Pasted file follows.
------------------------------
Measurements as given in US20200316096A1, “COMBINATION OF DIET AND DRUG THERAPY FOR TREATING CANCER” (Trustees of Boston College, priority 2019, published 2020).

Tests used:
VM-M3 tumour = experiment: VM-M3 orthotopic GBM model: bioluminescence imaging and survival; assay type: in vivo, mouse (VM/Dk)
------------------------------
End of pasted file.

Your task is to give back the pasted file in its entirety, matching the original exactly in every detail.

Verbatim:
Measurements as given in US20200316096A1, “COMBINATION OF DIET AND DRUG THERAPY FOR TREATING CANCER” (Trustees of Boston College, priority 2019, published 2020).

Tests used:
VM-M3 tumour = experiment: VM-M3 orthotopic GBM model: bioluminescence imaging and survival; assay type: in vivo, mouse (VM/Dk)